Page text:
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De vulgari eloquentia
De vulgari Eloquentia
The digression on the vernacular in the first treatise of the Convivio was developed, probably in 1303-04, into the De vulgari eloquentia, a thoroughly original work, planned to include at least four books and to deal with the origins and history of language and the complete range of styles and forms used in vernacular literature. To convince even the most conservative among the literati of the worth of the vernacular and, at the same time, to pay it the ultimate accolade, the analysis is conducted in Latin. The treatise remained unfinished and unpublished, probably overshadowed, like the Convivio, by the dawning of the Commedia. Nevertheless, it is of fundamental importance both for the history of the 'questione della lingua' and for what it reveals of Dante's perspectives on language and style.
The first book begins, astonishingly, by asserting the superiority of the vernacular over Latin (known also as gramatica). To justify his radically unconventional view - the opposite of what he had stated in the Convivio - Dante traces a brief history of human language from the first word ever spoken by Adam (rather than by Eve, as the Bible states) to the building of the Tower of Babel and the ensuing gradual division, subdivision, and, finally, atomisation of idioms which characterise present usage. Dante shows an unprecedented grasp of the historical character of language as a living organism in continuous evolution through time and space. Of the three closely related, Latin-derived languages in Southern Europe (the languages of oc, o•l and s"), Italian (the language of s") presents the greatest variety. However, none of its many (at least fourteen) dialects is in itself dignified enough to become the literary language of Italy. Such a language already exists, not as an immanent presence but as a transcendent paradigm to which the best Italian poets strive to conform. It is the 'illustrious vernacular', a literary language free from, and superior to, all municipalisms, and already as fixed as Latin within the ever changing flux of local idioms: effectively, a new gramatica.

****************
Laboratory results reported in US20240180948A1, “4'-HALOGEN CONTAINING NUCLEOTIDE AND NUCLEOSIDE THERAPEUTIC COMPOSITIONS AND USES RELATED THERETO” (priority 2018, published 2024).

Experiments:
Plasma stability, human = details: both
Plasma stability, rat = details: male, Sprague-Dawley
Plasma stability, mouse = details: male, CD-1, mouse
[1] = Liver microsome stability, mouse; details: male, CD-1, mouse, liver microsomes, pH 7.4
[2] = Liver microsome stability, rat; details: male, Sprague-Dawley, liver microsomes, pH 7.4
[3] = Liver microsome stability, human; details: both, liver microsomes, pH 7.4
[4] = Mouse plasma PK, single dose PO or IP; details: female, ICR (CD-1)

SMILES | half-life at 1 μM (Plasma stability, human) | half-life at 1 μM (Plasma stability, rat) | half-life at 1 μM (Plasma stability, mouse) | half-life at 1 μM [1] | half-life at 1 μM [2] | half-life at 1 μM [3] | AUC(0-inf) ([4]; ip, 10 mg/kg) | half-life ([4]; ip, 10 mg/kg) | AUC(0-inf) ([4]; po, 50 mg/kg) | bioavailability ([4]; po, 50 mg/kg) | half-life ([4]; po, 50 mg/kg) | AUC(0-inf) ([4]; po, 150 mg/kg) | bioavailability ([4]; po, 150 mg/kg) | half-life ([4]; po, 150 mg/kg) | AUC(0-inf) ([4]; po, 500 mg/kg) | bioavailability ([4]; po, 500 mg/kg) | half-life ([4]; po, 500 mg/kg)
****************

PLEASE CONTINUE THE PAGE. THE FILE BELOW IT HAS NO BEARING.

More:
The second book is Dante's ars poetica. The illustrious vernacular, he writes, is no mere form but the only language capable of reflecting the writer's moral and intellectual personality. Therefore, it is suitable only for the most excellent poets seeking to express the noblest subjects: arms, love, and rectitude. As to metrical forms, the highest and most convenient for such lofty subjects, and especially for rectitude, is the canzone. The illustrious vernacular and the canzone are essential components of the superior 'tragic' style.
The major logical contradiction of the De vulgari lies in its presentation of the illustrious vernacular as both a historical reality and a transcendent ideal. In his search for a morally and expressively mature model of vernacular eloquence Dante is obliged to repudiate the spoken language in favour of the literary variety employed by the few writers - namely, the Sicilians and the stilnovisti, himself included - who had excelled in the tragic style. He is seeking to find one integrated solution to two discrete orders of problems concerning language as a historical phenomenon, and in terms of salvation history. More specifically, Dante interprets the episode of Babel as the crucial second Fall through which humanity irreparably lost its linguistic paradise. After Babel, all the vernaculars became themselves fallen, corrupt and incapable of fulfilling the primary function of language - universal communication. Gramatica, first as Latin and now as illustrious vernacular, represents the only morally valid response to post-Babelic confusion: an attempt to move back from fragmentation to unity, from the hell of individuality and incommunicability to the paradise of universality and communion. Though intellectually exciting and morally uplifting, this idea was a linguistic dead-end. The De vulgari was interrupted in mid-sentence. More significantly, the illustrious vernacular and the tragic style turned out to be totally inadequate when Dante set out to write his salvation poem. It is an instance, one of many, of how Dante's mind was always ahead of his own experimentation - at least until he successfully attempted that all-inclusive enterprise towards which all his experiments tended and beyond which no further experiment was possible.
The Convivio and the De vulgari eloquentia contain a store of information of the utmost importance for our understanding of Dante's intellectual evolution. Yet they are works which Dante never completed, revised, or published. In Dante's mind, they may well have been entirely superseded by the Commedia in which we find them substantially and repeatedly contradicted. The great poem was like an earthquake in Dante's life. It caused his own final revision of his past: principally, the rejection of the double project Convivio/De vulgari, and probably the writing of a new ending for the Vita Nuova. The cluster of critical problems surrounding the sequence Vita Nuova-Convivio/De vulgari-Commedia is likely to be the result of Dante's attempt to rewrite his past in order to endow his public figure with a unified sense of purpose, a teleology which would prove the extraordinary nature of his artistic calling.
[From L. Pertile, Dante, in The Cambridge History of Italian Literature, Cambridge, Cambridge University Press, Revised Edition, 1999]